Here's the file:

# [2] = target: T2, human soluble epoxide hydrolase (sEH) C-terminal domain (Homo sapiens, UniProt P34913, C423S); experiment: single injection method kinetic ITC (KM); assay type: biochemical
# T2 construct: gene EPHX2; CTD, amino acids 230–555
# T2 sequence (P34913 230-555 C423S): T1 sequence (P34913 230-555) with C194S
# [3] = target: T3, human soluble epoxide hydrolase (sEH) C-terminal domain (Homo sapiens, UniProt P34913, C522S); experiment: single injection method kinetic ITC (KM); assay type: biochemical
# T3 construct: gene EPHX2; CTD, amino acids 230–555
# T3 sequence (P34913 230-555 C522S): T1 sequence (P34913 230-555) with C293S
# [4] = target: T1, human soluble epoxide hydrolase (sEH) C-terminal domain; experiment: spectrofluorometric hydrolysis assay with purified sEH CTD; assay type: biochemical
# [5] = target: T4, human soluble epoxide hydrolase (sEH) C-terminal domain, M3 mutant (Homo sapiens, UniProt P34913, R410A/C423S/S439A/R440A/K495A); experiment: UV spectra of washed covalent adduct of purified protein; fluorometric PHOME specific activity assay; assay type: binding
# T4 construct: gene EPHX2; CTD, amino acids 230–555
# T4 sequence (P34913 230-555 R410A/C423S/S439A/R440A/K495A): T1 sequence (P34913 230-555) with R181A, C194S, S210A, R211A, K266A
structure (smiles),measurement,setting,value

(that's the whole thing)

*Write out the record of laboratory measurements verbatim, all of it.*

# [2] = target: T2, human soluble epoxide hydrolase (sEH) C-terminal domain (Homo sapiens, UniProt P34913, C423S); experiment: single injection method kinetic ITC (KM); assay type: biochemical
# T2 construct: gene EPHX2; CTD, amino acids 230–555
# T2 sequence (P34913 230-555 C423S): T1 sequence (P34913 230-555) with C194S
# [3] = target: T3, human soluble epoxide hydrolase (sEH) C-terminal domain (Homo sapiens, UniProt P34913, C522S); experiment: single injection method kinetic ITC (KM); assay type: biochemical
# T3 construct: gene EPHX2; CTD, amino acids 230–555
# T3 sequence (P34913 230-555 C522S): T1 sequence (P34913 230-555) with C293S
# [4] = target: T1, human soluble epoxide hydrolase (sEH) C-terminal domain; experiment: spectrofluorometric hydrolysis assay with purified sEH CTD; assay type: biochemical
# [5] = target: T4, human soluble epoxide hydrolase (sEH) C-terminal domain, M3 mutant (Homo sapiens, UniProt P34913, R410A/C423S/S439A/R440A/K495A); experiment: UV spectra of washed covalent adduct of purified protein; fluorometric PHOME specific activity assay; assay type: binding
# T4 construct: gene EPHX2; CTD, amino acids 230–555
# T4 sequence (P34913 230-555 R410A/C423S/S439A/R440A/K495A): T1 sequence (P34913 230-555) with R181A, C194S, S210A, R211A, K266A
structure (smiles),measurement,setting,value